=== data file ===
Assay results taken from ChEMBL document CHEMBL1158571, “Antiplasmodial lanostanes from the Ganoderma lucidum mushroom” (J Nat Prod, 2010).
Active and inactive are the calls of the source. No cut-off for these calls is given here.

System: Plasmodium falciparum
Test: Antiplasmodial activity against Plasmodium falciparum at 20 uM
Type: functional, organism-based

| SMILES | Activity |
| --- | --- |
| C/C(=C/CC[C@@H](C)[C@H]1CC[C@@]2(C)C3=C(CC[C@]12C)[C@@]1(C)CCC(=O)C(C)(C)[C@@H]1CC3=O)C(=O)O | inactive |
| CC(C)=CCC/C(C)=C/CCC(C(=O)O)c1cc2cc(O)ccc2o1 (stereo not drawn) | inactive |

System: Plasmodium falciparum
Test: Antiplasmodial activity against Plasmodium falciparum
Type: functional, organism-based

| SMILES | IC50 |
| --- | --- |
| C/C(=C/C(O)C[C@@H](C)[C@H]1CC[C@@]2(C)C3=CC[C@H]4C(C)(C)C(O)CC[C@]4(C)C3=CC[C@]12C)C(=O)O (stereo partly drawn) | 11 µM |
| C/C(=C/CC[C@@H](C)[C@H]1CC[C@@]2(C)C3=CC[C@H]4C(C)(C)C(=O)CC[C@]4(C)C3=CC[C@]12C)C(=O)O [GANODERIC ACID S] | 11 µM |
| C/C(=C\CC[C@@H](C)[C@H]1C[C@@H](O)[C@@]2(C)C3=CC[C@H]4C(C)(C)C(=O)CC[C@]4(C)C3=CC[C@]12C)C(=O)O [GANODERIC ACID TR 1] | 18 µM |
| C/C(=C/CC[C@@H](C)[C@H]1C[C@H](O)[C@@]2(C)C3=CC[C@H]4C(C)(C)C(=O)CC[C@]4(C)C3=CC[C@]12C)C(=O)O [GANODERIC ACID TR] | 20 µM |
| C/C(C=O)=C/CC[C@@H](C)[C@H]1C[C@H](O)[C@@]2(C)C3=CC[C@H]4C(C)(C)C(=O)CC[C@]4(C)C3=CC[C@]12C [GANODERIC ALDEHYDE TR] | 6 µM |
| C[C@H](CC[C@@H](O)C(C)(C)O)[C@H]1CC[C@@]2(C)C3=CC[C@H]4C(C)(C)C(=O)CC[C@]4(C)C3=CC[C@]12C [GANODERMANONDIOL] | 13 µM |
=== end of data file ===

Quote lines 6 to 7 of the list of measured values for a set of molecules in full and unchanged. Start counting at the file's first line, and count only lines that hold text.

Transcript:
| SMILES | Activity |
| --- | --- |